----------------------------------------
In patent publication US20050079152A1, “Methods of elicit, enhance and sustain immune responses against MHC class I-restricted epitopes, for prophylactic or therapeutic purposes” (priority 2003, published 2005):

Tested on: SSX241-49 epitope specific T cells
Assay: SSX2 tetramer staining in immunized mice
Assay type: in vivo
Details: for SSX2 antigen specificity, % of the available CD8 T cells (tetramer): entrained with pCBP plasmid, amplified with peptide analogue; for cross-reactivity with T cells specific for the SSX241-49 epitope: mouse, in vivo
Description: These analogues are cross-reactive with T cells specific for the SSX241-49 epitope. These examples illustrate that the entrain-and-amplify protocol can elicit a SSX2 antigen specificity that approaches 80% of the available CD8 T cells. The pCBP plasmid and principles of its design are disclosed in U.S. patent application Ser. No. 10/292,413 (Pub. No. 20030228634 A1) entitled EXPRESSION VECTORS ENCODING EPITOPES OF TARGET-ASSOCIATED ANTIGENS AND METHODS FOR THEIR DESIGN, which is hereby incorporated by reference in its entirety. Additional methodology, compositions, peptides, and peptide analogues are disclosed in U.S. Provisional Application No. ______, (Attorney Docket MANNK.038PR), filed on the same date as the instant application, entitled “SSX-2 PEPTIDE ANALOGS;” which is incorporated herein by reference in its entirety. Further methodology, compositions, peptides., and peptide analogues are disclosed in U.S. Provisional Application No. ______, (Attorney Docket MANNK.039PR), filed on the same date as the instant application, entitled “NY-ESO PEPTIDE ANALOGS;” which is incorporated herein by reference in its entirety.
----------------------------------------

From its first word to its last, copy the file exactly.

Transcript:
In patent publication US20050079152A1, “Methods of elicit, enhance and sustain immune responses against MHC class I-restricted epitopes, for prophylactic or therapeutic purposes” (priority 2003, published 2005):

Tested on: SSX241-49 epitope specific T cells
Assay: SSX2 tetramer staining in immunized mice
Assay type: in vivo
Details: for SSX2 antigen specificity, % of the available CD8 T cells (tetramer): entrained with pCBP plasmid, amplified with peptide analogue; for cross-reactivity with T cells specific for the SSX241-49 epitope: mouse, in vivo
Description: These analogues are cross-reactive with T cells specific for the SSX241-49 epitope. These examples illustrate that the entrain-and-amplify protocol can elicit a SSX2 antigen specificity that approaches 80% of the available CD8 T cells. The pCBP plasmid and principles of its design are disclosed in U.S. patent application Ser. No. 10/292,413 (Pub. No. 20030228634 A1) entitled EXPRESSION VECTORS ENCODING EPITOPES OF TARGET-ASSOCIATED ANTIGENS AND METHODS FOR THEIR DESIGN, which is hereby incorporated by reference in its entirety. Additional methodology, compositions, peptides, and peptide analogues are disclosed in U.S. Provisional Application No. ______, (Attorney Docket MANNK.038PR), filed on the same date as the instant application, entitled “SSX-2 PEPTIDE ANALOGS;” which is incorporated herein by reference in its entirety. Further methodology, compositions, peptides., and peptide analogues are disclosed in U.S. Provisional Application No. ______, (Attorney Docket MANNK.039PR), filed on the same date as the instant application, entitled “NY-ESO PEPTIDE ANALOGS;” which is incorporated herein by reference in its entirety.